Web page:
For the consumers, that means banks and credit card companies, for the US it
means whatever nation loans them the money (the EU, China, Japan or whoever
else). It's scary for me, as a Canadian, because I can see the predatory nature
of these institutions slipping north of the border in a way they didn't even 6
years ago. 6 years ago, with a great credit rating and money in the bank, I was
denied a low interest credit card (I had one that was paid off as well at the
time) because my net worth wasn't high enough.
Today, if I applied for that card, they'd cheerfully issue
me one at a 29% interest rate. That isn't healthy for any kind of consumer
economy, and I wish I had some kind of workable solution to prevent it.
Unfortunately, the only way to prevent it is to practice self restraint. And
for a lot of people, it's hard to restrain yourselves when you've got a $20000
a year job, a kid you want to put through school, and no benefits. Asking
people in those situations to forgo all the things they are told over and over
again that they need to consume is extremely difficult.
Is it their own fault? Yes, but by the same token, it's the
banks fault for giving out a card when they know in all likelihood they'll be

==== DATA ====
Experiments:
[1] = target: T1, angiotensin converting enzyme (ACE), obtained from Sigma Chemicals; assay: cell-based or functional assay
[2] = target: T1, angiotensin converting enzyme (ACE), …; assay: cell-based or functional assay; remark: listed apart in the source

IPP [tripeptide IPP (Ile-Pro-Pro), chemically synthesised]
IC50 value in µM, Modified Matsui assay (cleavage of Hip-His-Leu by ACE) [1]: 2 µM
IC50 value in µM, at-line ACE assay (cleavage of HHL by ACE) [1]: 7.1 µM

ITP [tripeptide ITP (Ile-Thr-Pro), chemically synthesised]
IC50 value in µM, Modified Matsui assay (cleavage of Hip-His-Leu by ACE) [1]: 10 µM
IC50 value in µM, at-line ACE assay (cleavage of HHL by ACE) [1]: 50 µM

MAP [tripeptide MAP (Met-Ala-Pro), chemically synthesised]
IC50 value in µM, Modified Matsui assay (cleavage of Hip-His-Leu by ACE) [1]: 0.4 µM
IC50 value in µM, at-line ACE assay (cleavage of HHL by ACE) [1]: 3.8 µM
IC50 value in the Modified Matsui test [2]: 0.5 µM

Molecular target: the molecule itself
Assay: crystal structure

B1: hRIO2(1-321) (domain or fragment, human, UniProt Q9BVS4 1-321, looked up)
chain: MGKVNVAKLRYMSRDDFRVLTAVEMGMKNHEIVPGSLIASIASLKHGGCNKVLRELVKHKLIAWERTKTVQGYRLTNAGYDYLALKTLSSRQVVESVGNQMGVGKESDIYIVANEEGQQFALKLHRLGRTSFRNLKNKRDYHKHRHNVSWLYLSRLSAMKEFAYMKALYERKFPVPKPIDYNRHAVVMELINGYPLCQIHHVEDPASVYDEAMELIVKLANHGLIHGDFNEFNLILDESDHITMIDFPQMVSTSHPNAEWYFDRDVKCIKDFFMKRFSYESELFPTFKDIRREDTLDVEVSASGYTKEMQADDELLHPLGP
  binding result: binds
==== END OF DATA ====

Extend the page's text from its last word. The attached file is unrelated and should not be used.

pursuing the individual in bankruptcy court. Rather than exercise good, sound,
financially viable banking practices, banks and credit card companies would
rather have a class of indentured servants who will labour exclusively for the
purposes of paying off their accumulated debts. The new bankruptcy laws in the
US only promote this further, as bankruptcy will no longer be a starting over
point for people too far gone to do otherwise. With the new laws, bankruptcy
will be the beginning of a process that sees people work for one employer, to
pay their lord and master the money owed them, surviving on whatever a court
decides is a living amount from what remains of their paycheque.
You say it's their stupidity. Well, it's not always
stupidity. People lose jobs. They have to take lower paying work. Disasters
take place. Even yourself, with your debt, could find one day that your
employer is another Enron, evaporating your savings and leaving you with no